IU School of Medicine improving surgery for breast cancer

October 31, 2019

After mastectomy surgery, women with breast cancer are faced with many types of scars. With every glance in the mirror, the physical scarring left after surgery serves as a constant reminder of their battle with the disease—creating emotional scars in its wake. However, advances in surgical techniques have given surgeons the tools to rebuild the breast in such a way that these scars have less chance to form.

The IU School of Medicine Department of Surgery is working to help stop some of the most common issues related to care after breast cancer surgery, such as scarring, breast reconstruction and prevention of lymphedema (chronic swelling caused by the removal of lymph nodes).

“We’ve made many advancements in the care of breast cancer. Because of this, there are many options which can sometimes feel overwhelming,” said Carla S. Fisher, MD, associate professor of surgery, and  a member of the IU Simon Cancer Center. “I think it is important for each patient to take the time to understand his or her options and also feel comfortable with the providers.”

Providing Hoosiers care
In the Indianapolis area, IU School of Medicine surgeons care for patients at IU Health University Hospital, Riley Hospital for Children at IU Health, Richard L. Roudebush VA Medical Center, Eskenazi Health, and IU Health Methodist Hospital.

“As the busiest IU Health site, we see more than 200 breast cancer patients a year here at the IU North Hospital location. But across the board, we probably see 500 to 600 patients,” said Kandice K. Ludwig, MD, assistant professor of clinical surgery, and a member of the IU Simon Cancer Center.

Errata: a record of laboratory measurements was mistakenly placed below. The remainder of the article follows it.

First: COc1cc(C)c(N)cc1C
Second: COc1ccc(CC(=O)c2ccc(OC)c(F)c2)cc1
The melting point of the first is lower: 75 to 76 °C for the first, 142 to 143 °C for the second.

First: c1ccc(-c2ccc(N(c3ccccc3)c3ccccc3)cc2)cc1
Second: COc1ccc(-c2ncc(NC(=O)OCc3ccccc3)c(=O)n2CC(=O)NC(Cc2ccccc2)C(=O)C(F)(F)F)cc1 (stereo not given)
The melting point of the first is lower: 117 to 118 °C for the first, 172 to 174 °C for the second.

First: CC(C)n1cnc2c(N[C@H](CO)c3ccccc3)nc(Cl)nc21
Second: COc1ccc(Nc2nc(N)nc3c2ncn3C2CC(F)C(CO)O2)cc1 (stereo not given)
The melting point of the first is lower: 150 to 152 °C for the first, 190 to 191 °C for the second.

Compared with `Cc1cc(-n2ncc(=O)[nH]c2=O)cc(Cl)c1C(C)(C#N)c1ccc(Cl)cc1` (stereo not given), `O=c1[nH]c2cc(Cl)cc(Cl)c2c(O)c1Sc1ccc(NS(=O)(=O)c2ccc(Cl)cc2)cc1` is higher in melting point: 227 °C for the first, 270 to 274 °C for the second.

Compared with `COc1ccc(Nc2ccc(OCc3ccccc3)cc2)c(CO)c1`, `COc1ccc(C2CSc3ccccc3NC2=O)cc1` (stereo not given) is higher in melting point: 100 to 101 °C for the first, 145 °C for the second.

Ludwig explained that the expertise of IU School of Medicine breast and plastic surgeons allows them to offer patients the best options in terms of improving cosmetics after their breast surgery. Many IU School of Medicine faculty surgeons have been trained in hidden scar surgery—a procedure in which incisions are made in areas that patients can’t see. Additionally, IU School of Medicine plastic surgeons offer all forms of complex reconstruction, including direct to implant reconstruction and autologous flaps.

Many patients who require surgery for the lymph nodes located beneath the armpit are at risk of developing swelling in the arms, known as lymphedema. Depending on the type of surgery, the risk of lymphedema can range from 5 to 20 percent. Lymphedema is usually managed with compression garments, physical therapy, massage and exercise. For many patients, lymphedema is chronic and lifelong.

However, IU School of Medicine plastic surgeons and general surgeons are working on a newer surgical technique that can help prevent lymphedema.

“One of the procedures that we do with our plastic surgery counterparts for many of our breast cancer patients who need a lymph node dissection is a LYMPHA,” said Ludwig.

Ludwig explained that LYMPHA is an innovative microsurgical technique where blocked lymphatic vessels are drained into the blood circulation by surgically creating a bypass between a lymphatic passage and a blood vessel called a lymphatic-venous bypass. Recently, LYMPHA has been shown to prevent lymphedema when performed at the time of nodal dissection. This is a unique surgery, as it’s only performed in a handful of places.

For more on how IU School of Medicine surgeons are improving surgical options for breast cancer patients, read the Breast Cancer Research blog post.